The deVeber Institute for Bioethics and Social Research conducts and disseminates research on topics connected to human life in its biological, social and ethical dimensions. These topics are selected for study depending on emerging medical, technological and social developments. In undertaking this work the Institute believes that a sense of the inherent value and dignity of human life and of the human person as an end and not a means is a foundational perspective to bring to bear on its work.

The Institute's research may be original or may consist of reviews of existing literature. In each case the Institute's work is to be of the highest academic quality, though accessible to the general public.

From the Director's Desk

Quote of the Week

Quotation of the Week:
Ross Douthat
“160 Million and Counting,” New York Times, June 27, 2011
Commenting on the book Unnatural Selection by Mara Hvistendahl

FREE Pub Talk and Refreshments!

An Infant With Trisomy 18 and a Ventricular Septal Defect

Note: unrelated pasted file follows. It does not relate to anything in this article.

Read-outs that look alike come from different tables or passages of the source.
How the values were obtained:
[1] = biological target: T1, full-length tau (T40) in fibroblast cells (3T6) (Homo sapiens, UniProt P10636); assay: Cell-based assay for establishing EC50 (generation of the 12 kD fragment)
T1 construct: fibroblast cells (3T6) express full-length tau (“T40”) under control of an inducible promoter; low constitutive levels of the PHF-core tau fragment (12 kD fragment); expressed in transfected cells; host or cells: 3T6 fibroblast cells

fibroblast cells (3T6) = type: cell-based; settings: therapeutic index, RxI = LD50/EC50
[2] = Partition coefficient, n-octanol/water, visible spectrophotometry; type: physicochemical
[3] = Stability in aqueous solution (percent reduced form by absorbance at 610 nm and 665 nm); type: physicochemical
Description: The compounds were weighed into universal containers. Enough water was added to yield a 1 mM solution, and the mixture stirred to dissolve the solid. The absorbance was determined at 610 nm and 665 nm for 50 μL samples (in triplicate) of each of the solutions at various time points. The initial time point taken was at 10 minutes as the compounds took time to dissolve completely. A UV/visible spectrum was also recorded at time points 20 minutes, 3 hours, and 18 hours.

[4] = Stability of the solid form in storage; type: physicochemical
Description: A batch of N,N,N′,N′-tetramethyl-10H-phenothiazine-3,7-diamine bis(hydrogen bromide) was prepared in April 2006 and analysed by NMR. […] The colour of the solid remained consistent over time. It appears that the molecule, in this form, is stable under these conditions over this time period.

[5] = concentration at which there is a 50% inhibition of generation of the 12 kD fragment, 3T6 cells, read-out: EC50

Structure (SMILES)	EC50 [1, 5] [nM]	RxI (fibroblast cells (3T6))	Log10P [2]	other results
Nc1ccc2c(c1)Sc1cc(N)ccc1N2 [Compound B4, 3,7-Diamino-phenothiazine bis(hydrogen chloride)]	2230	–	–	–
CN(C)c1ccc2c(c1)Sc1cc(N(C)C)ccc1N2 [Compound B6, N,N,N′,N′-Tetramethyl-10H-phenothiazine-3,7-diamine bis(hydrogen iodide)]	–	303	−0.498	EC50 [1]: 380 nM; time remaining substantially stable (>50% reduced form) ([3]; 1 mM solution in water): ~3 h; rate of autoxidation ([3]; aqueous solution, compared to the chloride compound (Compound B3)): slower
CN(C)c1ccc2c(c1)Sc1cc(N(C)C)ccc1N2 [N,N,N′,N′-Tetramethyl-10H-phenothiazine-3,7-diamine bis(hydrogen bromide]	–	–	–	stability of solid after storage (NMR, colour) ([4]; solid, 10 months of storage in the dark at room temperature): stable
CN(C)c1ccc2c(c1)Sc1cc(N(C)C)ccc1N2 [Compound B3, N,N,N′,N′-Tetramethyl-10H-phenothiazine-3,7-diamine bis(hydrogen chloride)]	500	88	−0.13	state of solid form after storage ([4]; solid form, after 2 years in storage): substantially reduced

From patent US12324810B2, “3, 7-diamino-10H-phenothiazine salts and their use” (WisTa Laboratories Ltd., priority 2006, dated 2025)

Decisions for critically ill infants with trisomy 18 raise thorny issues about values, futility, the burdens of treatment, cost-effectiveness, and justice. We presented the case of an infant with trisomy 18 to 2 neonatologists with experience in clinical ethics, Annie Janvier and Felix Okah, and to a parent, Barbara Farlow. They do not agree about the right thing to do.

"Ms Farlow speaks for the parents who come down on the side of treatment. These cases raise the most fundamental questions about the value of life, the meaning of personhood,
and the limits of parental and professional authority. Deference to parents is generally the right course unless the infant is clearly suffering from ongoing treatment that is unlikely
to be of benefit. The doctors in this case did the right thing: they worked to find common ground. As often happens, the infant surprised everybody." —John Lantos, Section Editor

Perspectives: Spring 2011 Newsletter

Ignatieff's abortion push unhealthy

By Ian Gentles, PhD, FRHS.

Published in the Calgary Herald, February 15, 2010.

See attachment for full article.